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“As a result, we expect that Xi3 Modular Computers will have useful lives of six, eight or even 10 years, versus the standard of three to five years of traditional desktop computers. This will eventually lead to fewer computers and components to be disposed of less often,” Sullivan says.
Xi3’s modular computer is also the more sustainable option because its small size and long life means its environmental footprint for manufacturing and shipping is much lower than that of traditional computers. It’s also designed to be far more energy efficient than alternatives. Sullivan estimates that if Hill Air Force Base, one of Xi3’s customers, replaced the 25,000 traditional desktops in use with modular computers, the base could save as much as $6 million in lowered electricity costs.
Sullivan says when customers realize what they can do with a modular computer “then we believe we’ll start to see people changing how they think about, buy and use computers.”
Fusion-io is helping convince companies that they don’t have to sacrifice performance for sustainability, says David Flynn, founder and CEO of Fusion-io. The company’s solid-state ioMemory platform is helping businesses save energy and space, while improving performance and efficiency.
Traditional data centers take up a lot of room and require a lot of energy both to power the centers and keep them cool. By moving data storage out of traditional centers and into the server, ioMemory increases efficiency and speeds up applications. It also reduces the energy needed to run and generates less heat.
“Compounded over the scale of a data center, these innovations lead to significant energy savings,” Flynn says. The company is now working on a software development kit to allow companies to program their applications or software platforms to work faster and more efficiently while running on flash memory. Flynn says implementing solid-state technology into the server will dramatically change the way companies architect their data centers.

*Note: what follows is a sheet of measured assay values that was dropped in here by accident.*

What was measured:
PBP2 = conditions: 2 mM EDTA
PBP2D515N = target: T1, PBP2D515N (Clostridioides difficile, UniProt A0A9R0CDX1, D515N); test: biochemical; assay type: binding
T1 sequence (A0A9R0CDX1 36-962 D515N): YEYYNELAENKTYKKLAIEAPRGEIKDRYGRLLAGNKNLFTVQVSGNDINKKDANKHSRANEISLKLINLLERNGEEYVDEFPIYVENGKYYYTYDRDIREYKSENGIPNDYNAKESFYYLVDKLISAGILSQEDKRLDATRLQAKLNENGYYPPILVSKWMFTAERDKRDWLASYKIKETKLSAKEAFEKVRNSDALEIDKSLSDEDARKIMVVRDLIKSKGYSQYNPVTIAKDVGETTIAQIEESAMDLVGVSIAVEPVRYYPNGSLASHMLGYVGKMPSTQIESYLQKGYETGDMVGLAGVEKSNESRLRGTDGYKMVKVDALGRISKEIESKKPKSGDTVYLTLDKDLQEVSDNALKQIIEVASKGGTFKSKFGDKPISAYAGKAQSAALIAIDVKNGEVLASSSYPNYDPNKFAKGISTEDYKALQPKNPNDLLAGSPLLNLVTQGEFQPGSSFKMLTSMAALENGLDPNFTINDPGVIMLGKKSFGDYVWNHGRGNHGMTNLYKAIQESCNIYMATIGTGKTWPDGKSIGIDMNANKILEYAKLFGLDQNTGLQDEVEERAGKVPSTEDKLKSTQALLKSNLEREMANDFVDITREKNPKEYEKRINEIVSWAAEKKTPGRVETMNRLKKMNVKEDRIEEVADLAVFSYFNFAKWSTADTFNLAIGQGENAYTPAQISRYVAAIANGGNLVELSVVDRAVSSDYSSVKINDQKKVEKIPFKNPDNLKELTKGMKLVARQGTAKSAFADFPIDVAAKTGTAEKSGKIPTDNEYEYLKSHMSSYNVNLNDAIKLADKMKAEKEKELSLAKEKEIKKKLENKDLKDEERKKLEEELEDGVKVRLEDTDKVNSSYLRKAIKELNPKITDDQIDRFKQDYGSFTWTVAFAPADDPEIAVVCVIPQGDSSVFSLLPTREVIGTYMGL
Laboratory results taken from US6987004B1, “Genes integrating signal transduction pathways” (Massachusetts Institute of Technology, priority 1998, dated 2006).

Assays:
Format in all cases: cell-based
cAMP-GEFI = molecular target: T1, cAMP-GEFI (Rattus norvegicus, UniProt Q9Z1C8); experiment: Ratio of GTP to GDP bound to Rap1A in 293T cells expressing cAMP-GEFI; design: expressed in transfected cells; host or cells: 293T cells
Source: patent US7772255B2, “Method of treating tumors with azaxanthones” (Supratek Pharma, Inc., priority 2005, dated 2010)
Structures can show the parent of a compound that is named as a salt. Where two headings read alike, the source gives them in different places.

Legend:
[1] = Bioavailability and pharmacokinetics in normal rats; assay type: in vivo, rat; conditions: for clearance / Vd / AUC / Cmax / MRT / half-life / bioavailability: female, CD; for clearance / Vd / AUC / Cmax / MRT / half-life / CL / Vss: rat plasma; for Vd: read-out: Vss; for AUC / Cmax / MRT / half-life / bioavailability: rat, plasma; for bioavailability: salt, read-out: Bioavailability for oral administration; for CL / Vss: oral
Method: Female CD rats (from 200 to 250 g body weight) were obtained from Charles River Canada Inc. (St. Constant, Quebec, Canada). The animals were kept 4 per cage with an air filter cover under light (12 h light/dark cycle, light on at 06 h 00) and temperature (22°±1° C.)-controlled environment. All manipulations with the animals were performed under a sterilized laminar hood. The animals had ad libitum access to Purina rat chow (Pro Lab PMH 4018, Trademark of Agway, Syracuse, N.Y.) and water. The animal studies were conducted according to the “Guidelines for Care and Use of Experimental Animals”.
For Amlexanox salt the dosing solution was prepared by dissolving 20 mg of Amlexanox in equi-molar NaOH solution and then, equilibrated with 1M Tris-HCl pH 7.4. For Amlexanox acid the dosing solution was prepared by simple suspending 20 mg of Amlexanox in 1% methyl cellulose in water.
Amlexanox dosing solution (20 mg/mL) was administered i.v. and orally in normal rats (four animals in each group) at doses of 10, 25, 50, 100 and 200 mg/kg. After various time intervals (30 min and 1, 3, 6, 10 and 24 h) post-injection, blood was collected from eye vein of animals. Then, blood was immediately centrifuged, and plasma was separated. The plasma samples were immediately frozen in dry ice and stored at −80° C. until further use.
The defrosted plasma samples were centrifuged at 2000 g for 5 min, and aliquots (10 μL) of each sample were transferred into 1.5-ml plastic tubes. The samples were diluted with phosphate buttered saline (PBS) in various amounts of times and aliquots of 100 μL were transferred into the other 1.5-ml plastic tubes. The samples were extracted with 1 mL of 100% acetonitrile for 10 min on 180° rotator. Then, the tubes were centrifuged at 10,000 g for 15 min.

“Many of our customers have told us about the energy savings they have achieved with our products, and we’re proud that Fusion-io is helping reduce the 235.5 billion kilowatt hours used each year to power the world’s data centers,” he says.
CoreBrace is doing sustainability on a big scale. The company’s Buckling Restrained Braces are lateral bracing systems that help building projects reduce seismic risk.
The use of CoreBrace braces can result in the significant reduction of other materials on the project, says President Dieter Klohn. “The CoreBrace system allows the building designers to reduce the tonnage of steel beams and columns required in the braced frames. Additionally, the concrete foundations required to support the braced frames can be reduced.”
Klohn says using Buckling Restrained Braces in seismic upgrades and retrofits has a big impact on sustainability by removing the need to demolish an outdated building and construct a new one.
In addition to the impact they have on reducing construction materials and waste, the product itself is fabricated using about 95 percent recycled materials, and scrap metal and other proprietary materials are recycled. Klohn says the company has also minimized waste and water usage throughout the fabrication process.
Klohn says he’s excited for the future as CoreBrace continues to look for innovative approaches to solve challenges for the construction industry. He says 100 percent of the braces are fabricated in their West Jordan facility and “we are proud to be a Utah company.”
Exotic Solar LLC
Exotic Solar is revolutionizing the way people will look at solar energy. The company, a University of Utah startup, developed and commercialized a way to make a cheap, flexible, washable, lightweight solar panel fabric. The fabric, PowerCloth 1G, can be integrated with everyday clothing to make clothing items a power source.
“It’s indeed hard to make any more personal commitment to renewable energy and reducing the carbon footprint than by wearing clothes and accessories that create solar power,” says Surabhi Pandey, president and CEO of Exotic Solar.
Exotic Solar is a renewable energy company using nanotechnology to reduce the consumption of fossil fuel-based energy sources. One of the problems the company realized with solar energy is, while it’s a clean, off-grid energy, it’s not really portable. The energy can’t be accessed when away from home nor while doing activities like biking or boating.
So the company took high-efficiency solar cells and miniaturized and strengthened them with nanotechnology. They were then embedded in a soft polymer to make the solar cells flexible. Pandey says the possible uses for PowerCloth are exciting and Exotic Solar will only continue to find innovative methods of producing renewable energy, while emerging as a leader in flexible solar cell technology.